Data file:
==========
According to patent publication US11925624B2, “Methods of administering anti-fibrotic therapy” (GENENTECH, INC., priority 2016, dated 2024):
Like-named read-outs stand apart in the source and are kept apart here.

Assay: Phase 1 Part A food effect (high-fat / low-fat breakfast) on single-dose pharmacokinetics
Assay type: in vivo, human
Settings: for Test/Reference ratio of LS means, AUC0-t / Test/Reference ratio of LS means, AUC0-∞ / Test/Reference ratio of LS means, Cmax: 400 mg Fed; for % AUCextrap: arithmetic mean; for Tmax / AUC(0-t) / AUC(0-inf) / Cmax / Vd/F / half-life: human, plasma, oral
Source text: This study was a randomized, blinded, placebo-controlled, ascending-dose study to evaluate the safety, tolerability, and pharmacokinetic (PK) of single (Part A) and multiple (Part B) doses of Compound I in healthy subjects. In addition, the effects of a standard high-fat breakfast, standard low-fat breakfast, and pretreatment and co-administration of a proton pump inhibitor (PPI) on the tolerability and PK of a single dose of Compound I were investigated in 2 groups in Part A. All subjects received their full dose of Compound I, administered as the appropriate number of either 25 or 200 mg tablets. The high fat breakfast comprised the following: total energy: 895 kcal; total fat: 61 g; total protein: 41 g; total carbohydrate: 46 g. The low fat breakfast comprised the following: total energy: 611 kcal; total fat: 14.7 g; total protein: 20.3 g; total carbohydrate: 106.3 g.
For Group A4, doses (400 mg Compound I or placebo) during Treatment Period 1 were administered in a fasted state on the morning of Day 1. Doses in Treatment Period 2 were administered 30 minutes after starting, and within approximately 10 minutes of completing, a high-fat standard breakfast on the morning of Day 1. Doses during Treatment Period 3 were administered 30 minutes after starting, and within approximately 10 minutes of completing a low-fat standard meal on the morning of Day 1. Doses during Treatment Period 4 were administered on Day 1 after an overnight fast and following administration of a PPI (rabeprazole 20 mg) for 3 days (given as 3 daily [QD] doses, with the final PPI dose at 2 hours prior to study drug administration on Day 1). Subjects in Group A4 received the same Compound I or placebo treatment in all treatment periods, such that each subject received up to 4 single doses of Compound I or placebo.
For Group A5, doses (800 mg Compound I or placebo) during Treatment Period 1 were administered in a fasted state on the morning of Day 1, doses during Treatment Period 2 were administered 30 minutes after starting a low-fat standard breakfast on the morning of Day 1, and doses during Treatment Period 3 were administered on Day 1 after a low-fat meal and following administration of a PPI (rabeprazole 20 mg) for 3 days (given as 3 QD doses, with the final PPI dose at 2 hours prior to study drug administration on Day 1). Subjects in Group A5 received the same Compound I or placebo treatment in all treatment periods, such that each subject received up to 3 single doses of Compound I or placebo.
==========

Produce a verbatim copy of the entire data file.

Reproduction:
According to patent publication US11925624B2, “Methods of administering anti-fibrotic therapy” (GENENTECH, INC., priority 2016, dated 2024):
Like-named read-outs stand apart in the source and are kept apart here.

Assay: Phase 1 Part A food effect (high-fat / low-fat breakfast) on single-dose pharmacokinetics
Assay type: in vivo, human
Settings: for Test/Reference ratio of LS means, AUC0-t / Test/Reference ratio of LS means, AUC0-∞ / Test/Reference ratio of LS means, Cmax: 400 mg Fed; for % AUCextrap: arithmetic mean; for Tmax / AUC(0-t) / AUC(0-inf) / Cmax / Vd/F / half-life: human, plasma, oral
Source text: This study was a randomized, blinded, placebo-controlled, ascending-dose study to evaluate the safety, tolerability, and pharmacokinetic (PK) of single (Part A) and multiple (Part B) doses of Compound I in healthy subjects. In addition, the effects of a standard high-fat breakfast, standard low-fat breakfast, and pretreatment and co-administration of a proton pump inhibitor (PPI) on the tolerability and PK of a single dose of Compound I were investigated in 2 groups in Part A. All subjects received their full dose of Compound I, administered as the appropriate number of either 25 or 200 mg tablets. The high fat breakfast comprised the following: total energy: 895 kcal; total fat: 61 g; total protein: 41 g; total carbohydrate: 46 g. The low fat breakfast comprised the following: total energy: 611 kcal; total fat: 14.7 g; total protein: 20.3 g; total carbohydrate: 106.3 g.
For Group A4, doses (400 mg Compound I or placebo) during Treatment Period 1 were administered in a fasted state on the morning of Day 1. Doses in Treatment Period 2 were administered 30 minutes after starting, and within approximately 10 minutes of completing, a high-fat standard breakfast on the morning of Day 1. Doses during Treatment Period 3 were administered 30 minutes after starting, and within approximately 10 minutes of completing a low-fat standard meal on the morning of Day 1. Doses during Treatment Period 4 were administered on Day 1 after an overnight fast and following administration of a PPI (rabeprazole 20 mg) for 3 days (given as 3 daily [QD] doses, with the final PPI dose at 2 hours prior to study drug administration on Day 1). Subjects in Group A4 received the same Compound I or placebo treatment in all treatment periods, such that each subject received up to 4 single doses of Compound I or placebo.
For Group A5, doses (800 mg Compound I or placebo) during Treatment Period 1 were administered in a fasted state on the morning of Day 1, doses during Treatment Period 2 were administered 30 minutes after starting a low-fat standard breakfast on the morning of Day 1, and doses during Treatment Period 3 were administered on Day 1 after a low-fat meal and following administration of a PPI (rabeprazole 20 mg) for 3 days (given as 3 QD doses, with the final PPI dose at 2 hours prior to study drug administration on Day 1). Subjects in Group A5 received the same Compound I or placebo treatment in all treatment periods, such that each subject received up to 3 single doses of Compound I or placebo.